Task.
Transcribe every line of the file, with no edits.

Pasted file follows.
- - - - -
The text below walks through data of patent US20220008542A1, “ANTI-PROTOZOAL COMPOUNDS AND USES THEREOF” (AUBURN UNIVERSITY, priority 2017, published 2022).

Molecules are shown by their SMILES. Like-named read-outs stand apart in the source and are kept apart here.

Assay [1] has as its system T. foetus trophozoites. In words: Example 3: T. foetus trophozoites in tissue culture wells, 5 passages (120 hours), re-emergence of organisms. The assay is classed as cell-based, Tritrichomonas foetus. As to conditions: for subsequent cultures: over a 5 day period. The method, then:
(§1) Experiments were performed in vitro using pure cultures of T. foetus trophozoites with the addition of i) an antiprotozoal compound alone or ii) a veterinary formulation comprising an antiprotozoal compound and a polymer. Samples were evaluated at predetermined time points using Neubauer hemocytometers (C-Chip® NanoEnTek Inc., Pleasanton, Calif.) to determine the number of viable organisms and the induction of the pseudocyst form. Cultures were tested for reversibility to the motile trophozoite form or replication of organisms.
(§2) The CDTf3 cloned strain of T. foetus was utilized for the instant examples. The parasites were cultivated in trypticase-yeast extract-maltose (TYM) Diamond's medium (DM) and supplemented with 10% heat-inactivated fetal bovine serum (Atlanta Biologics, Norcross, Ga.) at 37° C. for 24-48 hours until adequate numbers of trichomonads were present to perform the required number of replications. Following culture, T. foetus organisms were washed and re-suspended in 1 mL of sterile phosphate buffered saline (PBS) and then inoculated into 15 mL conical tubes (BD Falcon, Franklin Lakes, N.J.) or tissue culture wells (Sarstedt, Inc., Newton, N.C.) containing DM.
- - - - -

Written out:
The text below walks through data of patent US20220008542A1, “ANTI-PROTOZOAL COMPOUNDS AND USES THEREOF” (AUBURN UNIVERSITY, priority 2017, published 2022).

Molecules are shown by their SMILES. Like-named read-outs stand apart in the source and are kept apart here.

Assay [1] has as its system T. foetus trophozoites. In words: Example 3: T. foetus trophozoites in tissue culture wells, 5 passages (120 hours), re-emergence of organisms. The assay is classed as cell-based, Tritrichomonas foetus. As to conditions: for subsequent cultures: over a 5 day period. The method, then:
(§1) Experiments were performed in vitro using pure cultures of T. foetus trophozoites with the addition of i) an antiprotozoal compound alone or ii) a veterinary formulation comprising an antiprotozoal compound and a polymer. Samples were evaluated at predetermined time points using Neubauer hemocytometers (C-Chip® NanoEnTek Inc., Pleasanton, Calif.) to determine the number of viable organisms and the induction of the pseudocyst form. Cultures were tested for reversibility to the motile trophozoite form or replication of organisms.
(§2) The CDTf3 cloned strain of T. foetus was utilized for the instant examples. The parasites were cultivated in trypticase-yeast extract-maltose (TYM) Diamond's medium (DM) and supplemented with 10% heat-inactivated fetal bovine serum (Atlanta Biologics, Norcross, Ga.) at 37° C. for 24-48 hours until adequate numbers of trichomonads were present to perform the required number of replications. Following culture, T. foetus organisms were washed and re-suspended in 1 mL of sterile phosphate buffered saline (PBS) and then inoculated into 15 mL conical tubes (BD Falcon, Franklin Lakes, N.J.) or tissue culture wells (Sarstedt, Inc., Newton, N.C.) containing DM.